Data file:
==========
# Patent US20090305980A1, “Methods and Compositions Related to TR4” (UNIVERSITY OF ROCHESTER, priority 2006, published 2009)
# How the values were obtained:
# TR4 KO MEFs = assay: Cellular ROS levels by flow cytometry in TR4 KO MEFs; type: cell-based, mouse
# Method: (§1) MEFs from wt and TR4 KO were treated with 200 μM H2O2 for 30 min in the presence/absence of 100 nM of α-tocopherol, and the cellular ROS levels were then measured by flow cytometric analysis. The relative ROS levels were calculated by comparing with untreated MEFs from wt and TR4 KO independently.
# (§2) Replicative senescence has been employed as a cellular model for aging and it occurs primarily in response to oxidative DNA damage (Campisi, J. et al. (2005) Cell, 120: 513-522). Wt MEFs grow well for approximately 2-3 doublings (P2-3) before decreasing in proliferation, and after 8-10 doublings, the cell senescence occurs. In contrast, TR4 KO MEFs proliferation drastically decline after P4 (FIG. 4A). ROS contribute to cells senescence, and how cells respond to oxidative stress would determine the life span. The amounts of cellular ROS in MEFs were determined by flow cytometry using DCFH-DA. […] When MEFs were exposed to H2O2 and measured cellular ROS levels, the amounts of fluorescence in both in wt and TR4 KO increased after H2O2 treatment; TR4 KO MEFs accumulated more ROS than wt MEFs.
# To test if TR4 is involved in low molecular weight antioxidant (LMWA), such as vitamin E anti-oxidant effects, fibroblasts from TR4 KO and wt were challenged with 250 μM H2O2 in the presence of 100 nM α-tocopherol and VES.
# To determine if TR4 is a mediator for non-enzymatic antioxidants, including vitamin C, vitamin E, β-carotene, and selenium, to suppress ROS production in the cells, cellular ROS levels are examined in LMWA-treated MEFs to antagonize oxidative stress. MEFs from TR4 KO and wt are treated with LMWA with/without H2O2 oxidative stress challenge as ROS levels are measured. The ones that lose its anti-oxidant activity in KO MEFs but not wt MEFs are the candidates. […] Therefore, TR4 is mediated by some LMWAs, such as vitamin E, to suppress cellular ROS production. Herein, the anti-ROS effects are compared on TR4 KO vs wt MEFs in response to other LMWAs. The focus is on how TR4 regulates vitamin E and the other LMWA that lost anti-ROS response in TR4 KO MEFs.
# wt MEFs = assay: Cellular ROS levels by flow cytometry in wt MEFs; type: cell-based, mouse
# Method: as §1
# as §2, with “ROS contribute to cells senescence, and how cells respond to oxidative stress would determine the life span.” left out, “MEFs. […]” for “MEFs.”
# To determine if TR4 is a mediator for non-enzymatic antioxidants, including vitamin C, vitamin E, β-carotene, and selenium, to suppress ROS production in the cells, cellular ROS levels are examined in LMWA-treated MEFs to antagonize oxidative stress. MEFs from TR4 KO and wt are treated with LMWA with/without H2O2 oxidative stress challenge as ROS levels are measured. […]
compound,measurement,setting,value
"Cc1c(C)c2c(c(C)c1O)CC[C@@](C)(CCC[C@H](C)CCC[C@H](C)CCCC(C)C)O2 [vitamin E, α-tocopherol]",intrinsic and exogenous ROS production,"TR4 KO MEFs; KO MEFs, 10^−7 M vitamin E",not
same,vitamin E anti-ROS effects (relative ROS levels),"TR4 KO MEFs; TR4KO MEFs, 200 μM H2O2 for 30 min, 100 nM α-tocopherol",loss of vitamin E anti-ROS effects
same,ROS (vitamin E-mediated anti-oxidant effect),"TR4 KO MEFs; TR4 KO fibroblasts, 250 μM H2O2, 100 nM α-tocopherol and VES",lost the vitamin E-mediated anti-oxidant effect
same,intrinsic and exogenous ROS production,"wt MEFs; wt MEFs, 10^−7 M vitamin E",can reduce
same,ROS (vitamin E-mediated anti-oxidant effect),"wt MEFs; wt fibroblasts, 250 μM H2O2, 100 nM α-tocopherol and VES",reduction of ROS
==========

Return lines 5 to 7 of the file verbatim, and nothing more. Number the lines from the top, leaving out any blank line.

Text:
# (§2) Replicative senescence has been employed as a cellular model for aging and it occurs primarily in response to oxidative DNA damage (Campisi, J. et al. (2005) Cell, 120: 513-522). Wt MEFs grow well for approximately 2-3 doublings (P2-3) before decreasing in proliferation, and after 8-10 doublings, the cell senescence occurs. In contrast, TR4 KO MEFs proliferation drastically decline after P4 (FIG. 4A). ROS contribute to cells senescence, and how cells respond to oxidative stress would determine the life span. The amounts of cellular ROS in MEFs were determined by flow cytometry using DCFH-DA. […] When MEFs were exposed to H2O2 and measured cellular ROS levels, the amounts of fluorescence in both in wt and TR4 KO increased after H2O2 treatment; TR4 KO MEFs accumulated more ROS than wt MEFs.
# To test if TR4 is involved in low molecular weight antioxidant (LMWA), such as vitamin E anti-oxidant effects, fibroblasts from TR4 KO and wt were challenged with 250 μM H2O2 in the presence of 100 nM α-tocopherol and VES.
# To determine if TR4 is a mediator for non-enzymatic antioxidants, including vitamin C, vitamin E, β-carotene, and selenium, to suppress ROS production in the cells, cellular ROS levels are examined in LMWA-treated MEFs to antagonize oxidative stress. MEFs from TR4 KO and wt are treated with LMWA with/without H2O2 oxidative stress challenge as ROS levels are measured. The ones that lose its anti-oxidant activity in KO MEFs but not wt MEFs are the candidates. […] Therefore, TR4 is mediated by some LMWAs, such as vitamin E, to suppress cellular ROS production. Herein, the anti-ROS effects are compared on TR4 KO vs wt MEFs in response to other LMWAs. The focus is on how TR4 regulates vitamin E and the other LMWA that lost anti-ROS response in TR4 KO MEFs.